Almost all of Razer’s newer gaming headsets have surpassed expectations, and its newest generation of mid-to-high-end headsets continues this trend. While some can only really be recommended to specific types of gamers, every gamer can rest easy knowing there is a Razer headset out there with their name on it. One such headset is the Razer Kraken V3 HyperSense, which is just as phenomenal on paper as it is in person. Perhaps one of the only caveats of this headset is how it is wired in nature. Well, this is where the Razer Kraken V3 Pro enters the picture: a practically identical headset, but now without wires.
Both the Kraken V3 and V3 Pro headsets share the same functionality-first design, excellent audio quality, next-level comfort, and audio drivers. However, as is customary with Razer’s “Pro” products, they really do include the best-of-the-best technologies. In this case, it means a wholly better mic and fancy-pants new wireless functionality. Like its kin, the headset features outstanding build quality and mesmerising sound, tweaked and certified by THX. The novelty of HyperSense is exactly as advertised too: a [quite frankly] innovative new immersive technology using haptics. When looking at the Pro headset with a little more scrutiny, however, the question of whether it is worth the cost of entry does rear its ugly head.
The Razer Kraken V3 Pro has a suggested retail price of around R3,500 ZAR/$199 USD, placing the unit comfortably at the top of the Razer lineup along with the Kaira Pro. Unlike the Kaira, however, the Kraken V3 Pro does not feature Bluetooth support. Instead, it relies solely on Razer’s proprietary 2.4Ghz wireless technology, or a 3.5mm auxiliary cable. This is somewhat of a catch-22, since it is both more convenient than the Kaira Pro (in that it can connect to just about anything with a USB-C slot or a 3.5mm slot), but also less so in terms of a lack of Razer SmartSwitch dual-mode voodoo. This revelation essentially means the headset is as platform-agnostic as possible, allowing the HyperSense technology to be enjoyed wired or wirelessly for users on Mac and PlayStation, or wired only on Android, iOS, Switch and Xbox.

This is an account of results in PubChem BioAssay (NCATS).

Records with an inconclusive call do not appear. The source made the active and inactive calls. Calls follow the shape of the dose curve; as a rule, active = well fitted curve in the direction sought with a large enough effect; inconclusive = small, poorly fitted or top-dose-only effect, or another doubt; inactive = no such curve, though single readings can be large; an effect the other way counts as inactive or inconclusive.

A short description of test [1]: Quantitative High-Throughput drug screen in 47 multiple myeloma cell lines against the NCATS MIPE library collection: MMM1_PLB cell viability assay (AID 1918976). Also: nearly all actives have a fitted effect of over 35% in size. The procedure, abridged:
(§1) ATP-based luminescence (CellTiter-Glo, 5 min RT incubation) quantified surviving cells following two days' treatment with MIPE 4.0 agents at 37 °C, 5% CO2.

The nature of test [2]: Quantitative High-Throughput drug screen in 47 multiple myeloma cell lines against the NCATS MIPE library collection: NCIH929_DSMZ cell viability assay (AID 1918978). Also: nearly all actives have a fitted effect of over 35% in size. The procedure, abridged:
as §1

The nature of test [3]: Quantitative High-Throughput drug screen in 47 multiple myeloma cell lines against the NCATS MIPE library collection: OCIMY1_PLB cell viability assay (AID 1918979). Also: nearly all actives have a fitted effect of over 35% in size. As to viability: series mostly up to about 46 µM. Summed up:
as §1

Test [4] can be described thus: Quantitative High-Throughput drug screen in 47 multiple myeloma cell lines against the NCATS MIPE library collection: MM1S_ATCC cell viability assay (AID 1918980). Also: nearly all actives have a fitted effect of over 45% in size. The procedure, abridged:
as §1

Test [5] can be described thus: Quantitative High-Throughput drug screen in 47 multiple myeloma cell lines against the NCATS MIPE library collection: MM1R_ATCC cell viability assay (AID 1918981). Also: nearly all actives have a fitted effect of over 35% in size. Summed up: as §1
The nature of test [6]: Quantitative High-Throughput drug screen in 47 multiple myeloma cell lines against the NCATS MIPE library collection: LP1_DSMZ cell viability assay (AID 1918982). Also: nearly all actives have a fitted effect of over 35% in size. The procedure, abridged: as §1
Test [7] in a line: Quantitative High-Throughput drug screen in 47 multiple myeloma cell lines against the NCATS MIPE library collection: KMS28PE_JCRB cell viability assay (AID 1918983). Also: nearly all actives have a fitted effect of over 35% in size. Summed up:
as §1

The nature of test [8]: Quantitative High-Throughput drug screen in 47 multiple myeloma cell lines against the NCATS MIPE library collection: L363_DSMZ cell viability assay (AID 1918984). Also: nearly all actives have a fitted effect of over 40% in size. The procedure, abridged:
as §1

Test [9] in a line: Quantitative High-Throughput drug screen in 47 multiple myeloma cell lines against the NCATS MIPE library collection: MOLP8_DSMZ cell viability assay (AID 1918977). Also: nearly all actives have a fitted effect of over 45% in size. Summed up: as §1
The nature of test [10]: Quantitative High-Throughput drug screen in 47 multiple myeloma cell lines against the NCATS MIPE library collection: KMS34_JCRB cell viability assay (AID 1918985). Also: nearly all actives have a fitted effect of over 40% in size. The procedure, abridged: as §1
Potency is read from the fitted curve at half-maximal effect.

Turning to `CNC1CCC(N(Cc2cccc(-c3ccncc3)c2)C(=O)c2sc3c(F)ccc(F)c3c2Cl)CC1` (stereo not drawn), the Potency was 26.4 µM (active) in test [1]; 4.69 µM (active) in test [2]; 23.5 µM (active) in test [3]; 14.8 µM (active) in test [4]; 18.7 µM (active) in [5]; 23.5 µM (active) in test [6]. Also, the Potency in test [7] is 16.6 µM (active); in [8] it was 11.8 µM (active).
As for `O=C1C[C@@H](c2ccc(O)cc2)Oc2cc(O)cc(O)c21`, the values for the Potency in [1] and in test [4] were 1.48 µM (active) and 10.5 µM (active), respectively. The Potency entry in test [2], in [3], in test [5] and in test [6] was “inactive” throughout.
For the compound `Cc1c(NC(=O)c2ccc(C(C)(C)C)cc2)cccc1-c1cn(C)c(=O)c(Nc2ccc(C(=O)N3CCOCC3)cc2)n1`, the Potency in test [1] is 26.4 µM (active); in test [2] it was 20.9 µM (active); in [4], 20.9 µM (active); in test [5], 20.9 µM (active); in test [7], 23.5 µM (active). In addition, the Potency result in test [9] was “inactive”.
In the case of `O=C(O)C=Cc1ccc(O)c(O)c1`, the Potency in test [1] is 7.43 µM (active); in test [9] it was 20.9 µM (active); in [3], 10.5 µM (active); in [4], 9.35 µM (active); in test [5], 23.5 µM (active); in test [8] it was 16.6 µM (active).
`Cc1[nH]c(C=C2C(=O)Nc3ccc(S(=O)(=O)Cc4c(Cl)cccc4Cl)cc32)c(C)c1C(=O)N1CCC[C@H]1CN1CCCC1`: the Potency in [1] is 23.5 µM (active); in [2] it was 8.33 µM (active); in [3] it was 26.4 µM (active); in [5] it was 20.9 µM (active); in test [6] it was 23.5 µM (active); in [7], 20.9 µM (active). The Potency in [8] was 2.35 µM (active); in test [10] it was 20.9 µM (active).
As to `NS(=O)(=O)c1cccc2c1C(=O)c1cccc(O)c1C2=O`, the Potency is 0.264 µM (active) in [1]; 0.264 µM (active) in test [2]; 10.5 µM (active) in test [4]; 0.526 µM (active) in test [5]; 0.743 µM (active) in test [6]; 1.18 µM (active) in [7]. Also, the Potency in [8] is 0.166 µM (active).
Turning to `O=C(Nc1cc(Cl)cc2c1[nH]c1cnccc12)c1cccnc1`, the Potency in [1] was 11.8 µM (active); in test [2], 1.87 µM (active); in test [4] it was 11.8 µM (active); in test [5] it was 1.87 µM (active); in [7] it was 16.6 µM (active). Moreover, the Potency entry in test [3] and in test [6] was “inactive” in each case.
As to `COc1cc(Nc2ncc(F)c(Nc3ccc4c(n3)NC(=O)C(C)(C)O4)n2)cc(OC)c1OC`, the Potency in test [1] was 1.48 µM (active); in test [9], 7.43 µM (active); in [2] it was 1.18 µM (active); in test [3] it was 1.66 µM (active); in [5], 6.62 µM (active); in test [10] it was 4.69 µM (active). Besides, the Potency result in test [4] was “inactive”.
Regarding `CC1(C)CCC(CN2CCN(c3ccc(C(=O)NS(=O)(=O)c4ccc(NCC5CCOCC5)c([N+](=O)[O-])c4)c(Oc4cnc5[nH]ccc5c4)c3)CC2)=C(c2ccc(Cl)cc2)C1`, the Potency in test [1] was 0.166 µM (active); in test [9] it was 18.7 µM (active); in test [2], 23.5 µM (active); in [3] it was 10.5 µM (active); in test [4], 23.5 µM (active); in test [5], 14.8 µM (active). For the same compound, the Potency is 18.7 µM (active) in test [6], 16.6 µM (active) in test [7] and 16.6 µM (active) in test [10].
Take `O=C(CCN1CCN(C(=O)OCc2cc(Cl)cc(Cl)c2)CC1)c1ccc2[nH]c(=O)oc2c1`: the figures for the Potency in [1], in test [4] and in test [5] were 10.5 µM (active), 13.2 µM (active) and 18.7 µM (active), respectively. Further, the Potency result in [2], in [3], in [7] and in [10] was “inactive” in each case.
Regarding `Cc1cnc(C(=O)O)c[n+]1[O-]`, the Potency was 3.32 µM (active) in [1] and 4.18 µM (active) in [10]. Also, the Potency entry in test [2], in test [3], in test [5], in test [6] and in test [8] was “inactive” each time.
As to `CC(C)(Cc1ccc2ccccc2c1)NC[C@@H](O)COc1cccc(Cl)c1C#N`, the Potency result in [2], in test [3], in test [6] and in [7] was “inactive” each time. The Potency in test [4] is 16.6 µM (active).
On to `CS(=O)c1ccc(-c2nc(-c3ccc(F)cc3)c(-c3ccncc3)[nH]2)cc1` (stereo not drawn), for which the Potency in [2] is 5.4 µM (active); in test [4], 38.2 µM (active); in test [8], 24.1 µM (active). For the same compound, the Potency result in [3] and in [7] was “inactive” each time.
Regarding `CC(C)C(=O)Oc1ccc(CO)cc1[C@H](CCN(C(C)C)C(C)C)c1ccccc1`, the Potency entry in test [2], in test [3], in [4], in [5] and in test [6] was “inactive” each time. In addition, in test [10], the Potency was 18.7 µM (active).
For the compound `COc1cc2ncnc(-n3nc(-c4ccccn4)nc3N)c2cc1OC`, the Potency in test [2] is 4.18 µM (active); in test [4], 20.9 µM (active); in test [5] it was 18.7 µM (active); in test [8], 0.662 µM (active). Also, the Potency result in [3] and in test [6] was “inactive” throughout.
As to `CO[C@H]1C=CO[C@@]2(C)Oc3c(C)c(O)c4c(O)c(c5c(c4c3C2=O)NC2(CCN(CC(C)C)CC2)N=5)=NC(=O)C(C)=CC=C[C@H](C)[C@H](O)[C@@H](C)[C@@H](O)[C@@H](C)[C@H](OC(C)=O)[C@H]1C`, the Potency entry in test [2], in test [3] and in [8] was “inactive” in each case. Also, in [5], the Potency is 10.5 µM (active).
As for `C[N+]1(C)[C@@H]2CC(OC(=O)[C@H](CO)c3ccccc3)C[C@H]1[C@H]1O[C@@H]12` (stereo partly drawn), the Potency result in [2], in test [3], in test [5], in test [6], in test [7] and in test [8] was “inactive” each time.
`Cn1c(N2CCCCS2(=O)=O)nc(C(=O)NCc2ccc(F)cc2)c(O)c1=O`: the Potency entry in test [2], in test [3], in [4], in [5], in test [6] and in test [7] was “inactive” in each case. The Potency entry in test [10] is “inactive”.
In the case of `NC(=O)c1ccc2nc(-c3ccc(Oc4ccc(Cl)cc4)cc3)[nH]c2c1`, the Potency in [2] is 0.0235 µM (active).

With that said, being a wireless-first headset, the Razer Kraken V3 Pro offers a battery life of up to 44 hours with all of the bells and whistles disabled, and up to 11 hours with everything turned to the max. Considering the ultra buff boy battery featured in the Kaira Pro (50+ hours), the average performance in this regard is rather meagre. With that said, the headset did manage to keep the entertainment going for a good day or two before needing a charge. While not stellar, users who pop the cable in for a quick thirty minutes or so when they go and grab a coffee will never perceive the battery is an issue.
Another key difference between the Razer Kraken V3 Pro and its normal counterpart comes by way of increased number of buttons on the earcups. As usual, the left earcup holds the majority of the controls and connections. This includes a volume rocker, the mic mute button, a USB-C charging port, and the slot for the detachable mic. What is new on the left earcup is a power button, and a 3.5mm port. There is a HyperSense button on the right earcup allowing users to flip between various degrees of haptics – with auditory ‘beeps’ to indicate levels. Other than this, the headset features an RGB ring on the back of each earcup, thick and comfortable circular leatherette earpads, and a soft cushion spanning the entirety of the headband.
Razer has always delivered mics that are passable at worst, and pretty dang decent at best. The Razer Kraken V3 Pro falls in the latter thanks to Razer’s proprietary Razer HyperClear supercardioid mic technology. While there will always be some bleed-through, it does a stellar job of controlling what the party hears on the other end of the line whilst keeping voices clear of white noise and fogginess.
The Razer Kraken V3 Pro ultimately improves on what the Kraken V3 HyperSense brought to the table, without really managing to make waves amongst its fellow “Pro” brethren. When it comes down to the nitty gritty, however, the wireless nature is nice-to-have, but also not quite necessary. Using it as intended, with all features out of the box will drain the battery fairly quickly, while connecting to any device not compatible with the wireless dongle still requires a cable. The age old “if it ain’t broke, don’t fix it” mantra is also very much a reality with this headset, as users who are familiar with any previous Kraken will feel right at home with the V3 Pro. It is good — great, even — but it simply does not provide enough over the already excellent Kraken V3 Hypersense. Although the Razer Kraken V3 Pro may look and feel like the perfect upgrade, gamers looking for ‘more’ may be better off with the Kaira Pro.
|Razer HyperSense remains a blast||HyperSense kills the battery|
|If it ain’t broke, don’t fix it||No Bluetooth|
|Basically the HyperSense, but wireless||Too pricey|
Device temporarily provided for review by Razer.
Junior Editor at Vamers. From Superman to Ironman; Bill Rizer to Sam Fisher and everything in-between, Edward loves it all. He is a Bachelor of Arts student and English Major specialising in Language and Literature. He is an avid writer and casual social networker with a flare for all things tech related.